Liz Truss’s National Insurance cut will take effect in workers’ November payslips, Kwasi Kwarteng is expected to announce this week, as he ditches the Coalition-era focus on “sharing the proceeds of growth”.
In a statement to Parliament on Friday, the Chancellor will seek to deliver on the Prime Minister’s pledge during the Conservative leadership contest that her tax cuts would provide “immediate” help to families and businesses – with the scrapping of the health and social care levy now due to benefit employees and employers within weeks.
Mr Kwarteng is expected to be unapologetic about scrapping the levy, despite criticism of the benefit of such a move to wealthier people.
Senior figures see the move as part of a shift away from George Osborne’s overarching mantra of sharing the proceeds of growth, to instead focusing on increasing growth. A source said that Ms Truss and Mr Kwarteng were “focused on growing the size of the pie so everyone gets a bigger slice, rather descending into a redistributive fight over how we slice and dice the pie”.
Mr Kwarteng’s statement on Friday will follow a separate business support package due to be unveiled on Wednesday by Jacob Rees-Mogg, the Business Secretary. The plan was being finalised this weekend in talks involving Number 10, the Treasury and business department.
Later, the Chancellor will launch a “financial services package” entitled Big Bang 2.0, which is being drawn up to cut red tape and enhance competitiveness in the City. He is also due to announce the make-up of a new Council of Economic Advisers which will provide separate advice to Treasury officials, after Ms Truss railed against the department’s “orthodoxy” and Mr Kwarteng sacked its most senior civil servant.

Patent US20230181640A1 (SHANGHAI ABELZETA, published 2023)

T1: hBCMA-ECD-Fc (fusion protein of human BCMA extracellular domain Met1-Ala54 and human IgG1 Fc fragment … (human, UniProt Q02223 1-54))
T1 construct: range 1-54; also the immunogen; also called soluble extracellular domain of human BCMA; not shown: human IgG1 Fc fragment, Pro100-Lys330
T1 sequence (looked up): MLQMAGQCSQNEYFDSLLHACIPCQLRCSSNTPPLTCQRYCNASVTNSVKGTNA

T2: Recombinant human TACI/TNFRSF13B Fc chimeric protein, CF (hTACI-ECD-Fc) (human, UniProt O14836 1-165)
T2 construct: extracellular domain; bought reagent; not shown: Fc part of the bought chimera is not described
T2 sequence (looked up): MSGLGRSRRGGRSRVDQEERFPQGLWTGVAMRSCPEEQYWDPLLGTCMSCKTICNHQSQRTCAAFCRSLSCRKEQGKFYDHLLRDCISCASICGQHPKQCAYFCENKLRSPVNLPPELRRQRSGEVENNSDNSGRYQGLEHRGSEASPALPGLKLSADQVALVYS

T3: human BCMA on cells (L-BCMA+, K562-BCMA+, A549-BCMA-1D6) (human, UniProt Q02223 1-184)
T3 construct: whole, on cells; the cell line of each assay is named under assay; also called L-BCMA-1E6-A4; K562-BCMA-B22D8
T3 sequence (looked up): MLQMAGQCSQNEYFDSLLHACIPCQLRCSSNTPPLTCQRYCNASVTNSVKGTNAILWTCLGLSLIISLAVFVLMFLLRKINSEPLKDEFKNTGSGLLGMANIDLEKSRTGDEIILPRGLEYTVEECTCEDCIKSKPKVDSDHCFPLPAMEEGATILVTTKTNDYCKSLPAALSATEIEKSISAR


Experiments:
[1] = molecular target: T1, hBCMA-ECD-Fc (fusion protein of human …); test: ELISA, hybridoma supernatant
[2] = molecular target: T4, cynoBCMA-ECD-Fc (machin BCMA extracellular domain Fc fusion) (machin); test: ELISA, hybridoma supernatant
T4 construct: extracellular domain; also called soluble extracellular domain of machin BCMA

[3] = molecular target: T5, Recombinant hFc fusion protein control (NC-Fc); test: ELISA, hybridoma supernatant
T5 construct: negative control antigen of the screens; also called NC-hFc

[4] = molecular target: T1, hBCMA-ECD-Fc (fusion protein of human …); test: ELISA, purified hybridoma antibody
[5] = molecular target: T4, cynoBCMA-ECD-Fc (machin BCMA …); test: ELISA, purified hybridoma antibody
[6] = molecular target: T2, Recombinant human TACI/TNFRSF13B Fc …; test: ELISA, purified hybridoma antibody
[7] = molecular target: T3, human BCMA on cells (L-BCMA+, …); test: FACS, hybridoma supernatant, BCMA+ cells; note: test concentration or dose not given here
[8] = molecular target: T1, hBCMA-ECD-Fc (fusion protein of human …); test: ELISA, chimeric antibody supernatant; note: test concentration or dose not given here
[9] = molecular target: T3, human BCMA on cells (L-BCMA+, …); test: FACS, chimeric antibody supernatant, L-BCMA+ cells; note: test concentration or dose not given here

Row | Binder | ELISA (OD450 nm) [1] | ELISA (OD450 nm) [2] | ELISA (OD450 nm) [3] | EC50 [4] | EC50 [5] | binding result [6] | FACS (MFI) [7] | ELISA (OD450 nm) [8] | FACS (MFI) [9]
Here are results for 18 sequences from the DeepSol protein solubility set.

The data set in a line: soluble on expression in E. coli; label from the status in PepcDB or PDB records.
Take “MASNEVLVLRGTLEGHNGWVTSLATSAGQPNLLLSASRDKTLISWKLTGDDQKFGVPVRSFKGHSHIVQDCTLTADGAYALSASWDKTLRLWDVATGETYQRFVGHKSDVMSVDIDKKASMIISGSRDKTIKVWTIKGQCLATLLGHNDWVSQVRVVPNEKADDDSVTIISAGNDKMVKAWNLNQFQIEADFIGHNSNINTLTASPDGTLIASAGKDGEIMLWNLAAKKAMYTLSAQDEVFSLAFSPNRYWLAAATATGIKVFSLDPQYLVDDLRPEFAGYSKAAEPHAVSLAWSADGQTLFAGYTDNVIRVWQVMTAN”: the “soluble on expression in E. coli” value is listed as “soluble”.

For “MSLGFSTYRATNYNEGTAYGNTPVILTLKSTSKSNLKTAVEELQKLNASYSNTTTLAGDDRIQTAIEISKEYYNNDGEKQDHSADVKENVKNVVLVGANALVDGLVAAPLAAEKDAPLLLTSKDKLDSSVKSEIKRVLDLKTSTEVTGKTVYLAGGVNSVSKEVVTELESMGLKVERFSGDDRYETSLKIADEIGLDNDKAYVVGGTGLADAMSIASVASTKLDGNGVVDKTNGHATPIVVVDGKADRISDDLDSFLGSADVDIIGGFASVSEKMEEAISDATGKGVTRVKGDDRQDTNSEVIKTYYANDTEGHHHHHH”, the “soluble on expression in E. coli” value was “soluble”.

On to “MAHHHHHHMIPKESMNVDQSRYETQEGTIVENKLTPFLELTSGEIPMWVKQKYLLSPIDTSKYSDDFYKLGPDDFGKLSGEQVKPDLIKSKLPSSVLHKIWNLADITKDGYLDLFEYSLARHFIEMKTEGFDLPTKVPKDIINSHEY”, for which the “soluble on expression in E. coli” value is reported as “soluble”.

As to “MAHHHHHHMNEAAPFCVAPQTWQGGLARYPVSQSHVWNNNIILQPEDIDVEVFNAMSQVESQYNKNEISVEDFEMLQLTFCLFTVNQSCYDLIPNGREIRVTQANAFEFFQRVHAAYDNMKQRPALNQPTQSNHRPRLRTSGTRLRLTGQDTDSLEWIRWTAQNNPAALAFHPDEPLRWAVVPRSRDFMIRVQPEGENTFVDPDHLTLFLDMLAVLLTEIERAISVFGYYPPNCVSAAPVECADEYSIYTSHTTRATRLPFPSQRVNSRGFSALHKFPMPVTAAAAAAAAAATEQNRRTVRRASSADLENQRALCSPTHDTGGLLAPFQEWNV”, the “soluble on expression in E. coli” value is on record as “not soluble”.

Shift from sharing growth to increasing growth
Mr Kwarteng will link all of the measures to the Government’s focus on boosting economic growth. Ministers have been told that all policies should face the same test: “How will it help grow the economy?”
On Friday, Mr Kwarteng is also expected to formally scrap a planned rise in corporation tax and announce that he is lifting the cap on bankers’ bonuses – another signal of his overriding focus on growth.
The Prime Minister has also faced calls to bring forward the income tax cut planned for April 2024 and to slash business rates to help struggling high street firms.
Mr Kwarteng is expected to adopt a lower key approach than his predecessor, eschewing the photoshoots in which Rishi Sunak took part ahead of major financial statements – appearing on one occasion in slip-on sandals and, on another, in a Stanford University jumper.
He is also said to have ditched the practice under Mr Sunak of official materials on social media bearing the chancellor’s personal signature.